Advertisement
YOU ARE HERE: LAT HomeCollections

Jody Jacobs

Beaux Arts Ball for Robinson Gardens

May 05, 1985|JODY JACOBS

The Friends of Robinson Gardens are turning back the clock to a more stylish era, the year 1927, part of "one of the most exciting decades in history." The transformation will take place around the late Virginia Robinson's home and gardens. And since the house, built in 1911, is considered to be a fine example of Beaux Arts architecture, the gathering Saturday is, understandably, a Beaux Arts Ball. It will be, according to those in charge, a glamorous evocation of the period when Gershwin and Garbo were blooming talents, "vivacious, audacious jazz babies" livened things up considerably, and drinking champagne out of a lady's slipper was considered de rigueur for any gentleman worth his salt. Naturally at the Friends ball the champagne will flow until dawn. But who can say if anyone will attempt switching from champagne flute to slipper?

Friends president Mrs. Anthony Mastor and party co-chairwomen Mrs. Martin J. Wolff and Melinda M. Winston are understandably excited about the prospect. They have Mr. and Mrs. Mervyn LeRoy as honorary chairmen and a committee that includes Mrs. J. C. Agajanian, Mrs. Sheldon Ausman, Mrs. Bob Ray Offenhauser, Mrs. Marco Weiss, Mrs. John Martens and a few more flapper-age experts. Tickets are $150 per person and the dress code is "black tie and pearls" or "fashionable fantasies."

The Friends of Robinson Gardens was established as a support group for the Robinson estate, which is used as a testing ground by the Los Angeles County Arboretum. In two years, the Friends have raised money to replace the roofs of the main residence and guest pavilion, to add to the gardening staff, to restore the hand-painted ceilings and to establish a docent program for guided tours.

"It's just for fun," Arletta Tronstein says of the dinner-dance she and Patsy Moller are co-chairing May 17 as a benefit for SONANCE, the support group for the House Ear Institute's Center for Profoundly Deaf Children. It's a black-tie affair featuring the Step Sisters, and according to Arletta there will be "plenty of surprises." Tickets are $75 per person. The committee, which is working at a feverish pace to pull things together, includes Marion Anderson, Carolyn Garrett and Joyce Hameetman. Cheryl Wengrow is SONANCE president.

The winners of this year's John and Alice Tyler Ecology-Energy Prize will be honored May 25 at a dinner at Chasen's given by Alice Tyler, the Tyler Prize Executive Committee and the University of Southern California. The winners are Bruce N. Ames, professor of biochemistry at the University of California, Berkeley, for developing a rapid test to detect environmental mutagens and carcinogens, and to the Organization for Tropical Studies, a consortium of four Costa Rican and 26 North American institutions of higher learning, which received the award for "20 years of advancing the understanding and protection of threatened tropical ecosystems."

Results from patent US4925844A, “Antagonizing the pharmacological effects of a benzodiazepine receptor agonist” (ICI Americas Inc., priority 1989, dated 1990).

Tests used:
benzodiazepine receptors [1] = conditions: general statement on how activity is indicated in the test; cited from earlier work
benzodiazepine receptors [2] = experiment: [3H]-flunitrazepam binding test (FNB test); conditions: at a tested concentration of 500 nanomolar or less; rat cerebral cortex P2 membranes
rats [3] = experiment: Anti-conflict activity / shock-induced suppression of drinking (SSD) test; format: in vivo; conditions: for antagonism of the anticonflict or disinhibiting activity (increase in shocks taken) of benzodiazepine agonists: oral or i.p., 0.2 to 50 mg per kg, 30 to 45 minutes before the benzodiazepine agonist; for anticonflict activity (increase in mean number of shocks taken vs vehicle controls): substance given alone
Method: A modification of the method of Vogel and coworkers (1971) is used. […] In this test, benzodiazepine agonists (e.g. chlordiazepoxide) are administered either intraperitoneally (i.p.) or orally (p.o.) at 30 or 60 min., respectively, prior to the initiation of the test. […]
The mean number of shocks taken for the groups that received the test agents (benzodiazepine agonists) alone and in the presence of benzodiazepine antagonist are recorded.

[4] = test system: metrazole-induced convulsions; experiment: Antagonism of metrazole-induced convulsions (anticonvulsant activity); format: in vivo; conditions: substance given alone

It started simply enough when Frances and Happy Franklin told Merle Kingsley they were hankering for Chinese food. It ended a week or so later with 31 of Merle's friends seated in one of Liu's private dining rooms enjoying the "longevity and good health" menu their hostess had put together.

The Don Sterlings (he owns the Clippers basketball team) joined the group at the restaurant, but the rest met first at Merle's home for drinks and hors d'oeuvres. At the height of the party George Page was laughing over the properties Merle attributed to rhinoceros horn tea, which was for the men. The cobalt blue pot with the chrysanthemum tea was for the ladies because, Merle said, it helped smooth the complexion. Caltech President Mervin Goldberg, who has been to China several times, ordered "hot oil" to spice up some of the dishes. Jean Stone said she was off to China with a new, tiny tape recorder and a wardrobe from Banana Republic. Irving Stone (he has just finished writing the new book he researched for five years) will stay home and take over Jean's classes at UCLA. The group also included Mrs. Goldberg; Lilianne and Francis Revell; Pepperdine Chancellor Charles Runnels and his wife; party planner Clive David, who is off to Europe next week; Bob Meyer; Lolly and Milton Lewis; Belle and Seymour Owens; Jack Hupp and Marie Windsor; Tiffany's Roberta Herbison; Ruth and Hal Gordon, the House Institute's Dr. William House and his wife, and S. J. and Effie Gaido, who've moved here from Houston.

Advertisement
Los Angeles Times Articles
|
|
|